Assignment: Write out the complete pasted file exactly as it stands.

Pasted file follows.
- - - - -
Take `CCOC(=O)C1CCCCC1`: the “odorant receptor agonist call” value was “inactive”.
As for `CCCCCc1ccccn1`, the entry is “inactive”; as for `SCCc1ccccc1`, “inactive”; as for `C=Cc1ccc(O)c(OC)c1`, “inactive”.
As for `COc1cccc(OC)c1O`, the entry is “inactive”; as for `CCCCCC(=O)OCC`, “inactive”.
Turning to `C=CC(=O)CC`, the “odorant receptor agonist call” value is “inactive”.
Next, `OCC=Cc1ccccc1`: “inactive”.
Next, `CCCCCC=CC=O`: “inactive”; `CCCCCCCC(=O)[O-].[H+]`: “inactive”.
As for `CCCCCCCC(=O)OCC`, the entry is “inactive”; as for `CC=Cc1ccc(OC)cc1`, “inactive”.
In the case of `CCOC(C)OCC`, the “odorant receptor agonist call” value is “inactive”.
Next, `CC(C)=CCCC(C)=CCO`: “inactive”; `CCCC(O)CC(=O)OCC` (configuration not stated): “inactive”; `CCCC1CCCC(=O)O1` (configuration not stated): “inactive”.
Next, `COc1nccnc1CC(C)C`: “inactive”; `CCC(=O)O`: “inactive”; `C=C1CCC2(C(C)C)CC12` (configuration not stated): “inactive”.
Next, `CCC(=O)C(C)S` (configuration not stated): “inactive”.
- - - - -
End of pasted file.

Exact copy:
Take `CCOC(=O)C1CCCCC1`: the “odorant receptor agonist call” value was “inactive”.
As for `CCCCCc1ccccn1`, the entry is “inactive”; as for `SCCc1ccccc1`, “inactive”; as for `C=Cc1ccc(O)c(OC)c1`, “inactive”.
As for `COc1cccc(OC)c1O`, the entry is “inactive”; as for `CCCCCC(=O)OCC`, “inactive”.
Turning to `C=CC(=O)CC`, the “odorant receptor agonist call” value is “inactive”.
Next, `OCC=Cc1ccccc1`: “inactive”.
Next, `CCCCCC=CC=O`: “inactive”; `CCCCCCCC(=O)[O-].[H+]`: “inactive”.
As for `CCCCCCCC(=O)OCC`, the entry is “inactive”; as for `CC=Cc1ccc(OC)cc1`, “inactive”.
In the case of `CCOC(C)OCC`, the “odorant receptor agonist call” value is “inactive”.
Next, `CC(C)=CCCC(C)=CCO`: “inactive”; `CCCC(O)CC(=O)OCC` (configuration not stated): “inactive”; `CCCC1CCCC(=O)O1` (configuration not stated): “inactive”.
Next, `COc1nccnc1CC(C)C`: “inactive”; `CCC(=O)O`: “inactive”; `C=C1CCC2(C(C)C)CC12` (configuration not stated): “inactive”.
Next, `CCC(=O)C(C)S` (configuration not stated): “inactive”.